On-chip signal generators reported in the past needed electronic components for their operation. The implementation of these oscillators using standard microelectronic circuits severely limits their voltage and power handling capacity and makes them unsuitable for direct use in any application demanding even moderately high voltages or power levels. Even oscillators that have utilized MEMS components have all used electronics to provide feedback of an amplified signal. Micromachined mass-spring systems have been used to replace LC tank circuits to provide frequency selective feedback [D]. In other cases, MEMS-based variable capacitors have been used to make voltage controlled tunable oscillators [E].

U.S. Pat. No. 6,594,994 discloses a micromechanical electrothermal actuator formed on a substrate.

SUMMARY OF THE INVENTION

An object of the present invention is to provide a mechanical self-reciprocating oscillator and mechanism and method for establishing and maintaining regular back and forth movement of a micromachined device without the aid of any electronic components.

In carrying out the above object and other objects of the present invention, a mechanical self-reciprocating oscillator is provided. The oscillator includes a micromachined device, and a micromachined drive actuator mechanically coupled to the device and powered by a DC power source to establish and maintain regular back and forth movement of the device between first and second positions without the aid of any electronic components.

The device may includes a micromachined switch having open and closed positions. In the closed position, current flows through the switch to actuate the actuator to move the switch to the open position in which the switch interrupts the flow of current to the actuator.

The drive actuator may include an electrothermal actuator.

The switch and the drive actuator may be electrically conductive.

The oscillator may includes a hysteresis mechanism to control duration of time that the device moves back and forth.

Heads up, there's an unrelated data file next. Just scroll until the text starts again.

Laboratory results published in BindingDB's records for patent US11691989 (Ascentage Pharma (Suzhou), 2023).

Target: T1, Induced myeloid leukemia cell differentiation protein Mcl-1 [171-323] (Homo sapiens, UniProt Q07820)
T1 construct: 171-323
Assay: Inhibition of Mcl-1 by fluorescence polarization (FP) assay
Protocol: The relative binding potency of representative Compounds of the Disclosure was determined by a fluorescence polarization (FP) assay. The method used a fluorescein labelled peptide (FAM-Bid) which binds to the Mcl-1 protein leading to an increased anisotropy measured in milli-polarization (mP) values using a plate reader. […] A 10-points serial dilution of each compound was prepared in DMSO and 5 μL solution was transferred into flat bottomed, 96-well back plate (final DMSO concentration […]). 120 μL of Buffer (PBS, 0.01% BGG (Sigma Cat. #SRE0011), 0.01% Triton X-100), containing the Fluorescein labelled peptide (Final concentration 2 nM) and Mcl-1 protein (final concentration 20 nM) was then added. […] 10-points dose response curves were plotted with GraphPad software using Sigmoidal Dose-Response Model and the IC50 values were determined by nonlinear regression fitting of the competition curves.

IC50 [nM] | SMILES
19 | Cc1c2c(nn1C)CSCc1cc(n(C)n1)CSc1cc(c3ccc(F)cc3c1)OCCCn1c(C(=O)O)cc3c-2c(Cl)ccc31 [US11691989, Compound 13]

The mechanism may include a bistable toggle mechanism coupled to the drive actuator, and the oscillator may cycle between initial and deflected states.

The oscillator may further include a spring for biasing the switch closed in an initial state.

The drive actuator may include an electrothermal actuator having heating and cooling time constants, and the hysteresis mechanism may operate based on duration of the time constants.

The oscillator may further include a micromechanical priming actuator for driving the switch into the closed position.

The priming actuator may include an electrothermal actuator.

The oscillator may further include a latch for holding the switch in the closed position. The closed position may be a normally closed position.

The oscillator may further include a spring for biasing the switch against the latch.

The switch may include a pair of electrically conductive contact plates.

The oscillator may be a planar structure.

The actuator may be a bent-beam actuator.

The oscillator may serve as an element within an electrical relay.

The relay may be connected to electrical elements which provide voltage conversion.

Voltage conversion may be accomplished by the use of a circuit or circuit element having an inductance.

The circuit or circuit element may include an inductor or a transformer connected in series with the relay.

The conversion may be a DC-to-DC conversion, and the conversion may be obtained using peripheral electrical components.

Further in carrying out the above object and other objects of the present invention, a mechanical self-reciprocating mechanism is provided. The mechanism includes a micromachined device including a switch having an open position and a normally closed position. A micromachined drive actuator is mechanically coupled to the device and powered by an electrical power source to establish and maintain regular back and forth movement of the device between first and second positions so that the switch moves between the open and closed positions, respectively, without the aid of any electronic components.

In the closed position, current may flow through the switch to actuate the actuator to move the switch to the open position in which the switch interrupts the flow of current to the actuator.

The drive actuator may include an electrothermal actuator.

The switch and the drive actuator may be electrically conductive.

The mechanism may include a hysteresis mechanism to control duration of time that the switch is in the open and closed positions.

The hysteresis mechanism may include a bistable toggle mechanism coupled to the drive actuator. The self-reciprocating mechanism may cycle between initial and deflected states corresponding to the closed and open positions of the switch, respectively.

The self-reciprocating mechanism may further include a spring for biasing the switch closed in the initial state.

The drive actuator may include an electrothermal actuator having heating and cooling time constants. The hysteresis mechanism may operate based on duration of the time constants.

The self-reciprocating mechanism may further include a micromechanical priming actuator for driving the switch into the normally closed position.

The priming actuator may include an electrothermal actuator.

The self-reciprocating mechanism may further include a latch for holding the switch in the normally closed position.